Back & bashing
Fully powered lineup produces its second straight 10-run output
ARLINGTON — Seems safe to say that Mike Napoli’s back is doing just fine these days.
Not coincidentally, the Rangers’ offense is the picture of health, too.
In just his second game back from the disabled list, Napoli unloaded a pair of two-run homers that anchored separate five-run innings as the Rangers rolled to a 10-4 victory over the Seattle Mariners.
It was the second consecutive game that the Rangers reached double-digit runs — the first time they’ve done that this season.
It also was their seventh win in the last eight games and pushed them over .500 at 34-33 — their first time above break-even since they were 24-23 on May 24.
Clearly, the Rangers are in a good spot mentally after the return of Napoli and Carlos Gomez’s comeback from a hamstring injury.
“To get them to play to the name on the back [of the jersey], who they are and what they are, it’s huge,” manager Jeff Banister said. “To be able to insert Gomez and Nap and have them come back and do what they did is crucial for us going forward.”
And, of course, having Adrian Beltre around doesn’t hurt, either. His single in the first inning was one of five consecutive hits that came after two men were out, climaxing with Napoli’s first homer.
“That’s the heartbeat of our lineup, not only in the batter’s box but out on the defense,” Banister said of Beltre. “What he brings is irreplaceable.”
It was the second day in a row that the Rangers beat the Mariners by 10-4 scores.
For Napoli, who was not available to speak to reporters postgame, it was the 16th time in his career he’s had a multi-HR game and the second time this season. He had two against San Diego on May 11.
“He’s feeling a lot better, obviously,” said Beltre of Napoli. “He was lingering for weeks with the back injury, and he tried to play through it. That obviously didn’t help. It looks like he’s healthy now.”
The offense has had all of its firepower the last two games for the first time all season. The Rangers are in such a good spot now that they can afford to sit Delino DeShields and drop catcher Jonathan Lucroy, who has hit in the middle of the lineup much of the year, to the No. 8 spot.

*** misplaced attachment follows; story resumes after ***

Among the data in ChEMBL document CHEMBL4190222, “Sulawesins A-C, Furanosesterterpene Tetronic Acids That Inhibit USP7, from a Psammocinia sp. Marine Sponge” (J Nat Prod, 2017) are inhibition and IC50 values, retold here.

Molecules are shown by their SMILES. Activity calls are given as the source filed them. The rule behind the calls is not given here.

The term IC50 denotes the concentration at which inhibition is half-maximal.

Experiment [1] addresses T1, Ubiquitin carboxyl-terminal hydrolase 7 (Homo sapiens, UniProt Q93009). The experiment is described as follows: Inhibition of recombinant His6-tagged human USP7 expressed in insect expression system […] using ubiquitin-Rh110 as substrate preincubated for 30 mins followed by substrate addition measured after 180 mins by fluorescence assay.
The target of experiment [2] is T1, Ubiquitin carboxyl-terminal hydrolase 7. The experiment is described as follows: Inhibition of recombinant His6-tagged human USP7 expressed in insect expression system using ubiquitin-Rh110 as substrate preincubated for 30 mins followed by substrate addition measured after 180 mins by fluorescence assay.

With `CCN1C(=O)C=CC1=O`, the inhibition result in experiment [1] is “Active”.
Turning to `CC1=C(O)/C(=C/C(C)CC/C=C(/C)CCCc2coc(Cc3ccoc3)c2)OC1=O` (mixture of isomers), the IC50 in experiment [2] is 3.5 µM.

And, of course, Joey Gallo and his 18 home runs batted ninth.
“We still have more bullets,” Beltre said. “I think we’re waiting for Cole [Hamels] to get back. Obviously, we’re playing better. We expect this. Our offense is deep enough to do this more often.” It wasn’t all about the bats. Martin Perez, who has lacked run support most of this season, was thrilled to be spotted a 5-0 advantage after the opening frame. The key to his success might have been how he rebounded from the third inning.
He threw 34 pitches in the inning but only allowed one run. Often this season, he’s had trouble rebounding from a troublesome inning like that. But he cruised through the fourth and fifth, before a rough sixth inning ended his workday.
Getting through the third was critical, he said.
“The first batter, a lot of foul balls and a double,” he said. “But after that, I just said to myself, ‘We got the lead and
just make your pitches and you’re going to be out of the inning.’ ”
In the sixth, he left after Mike Zunino’s 463-foot homer to center field. Jose Leclerc came in and struck out Guillermo Heredia and Taylor Motter to end the inning.
That set up the five-run sixth for the Rangers as they clinched their third consecutive series win with the finale of the three-game set Sunday.
“We got nicked up pretty good the last night [in Houston],” Banister said. “But they forget about that and move on. You have to have a core group of guys who believe in that. That is huge to get beat up a little bit and come back. These two games should be building blocks for us.”
Mike Napoli is congratulated by third-base coach Tony Beasley after his second two-run homer. Napoli, Carlos Gomez and Adrian Beltre have recently returned to the lineup, and the Rangers, who have consecutive 10-4 wins over Seattle, clearly have benefited from finally being at full strength.
Seattle’s Robinson Cano (left) disapproves of home plate umpire Joe West’s call as Rangers catcher Jonathan Lucroy jogs to the dugout on an inning-ending strikeout in the fifth.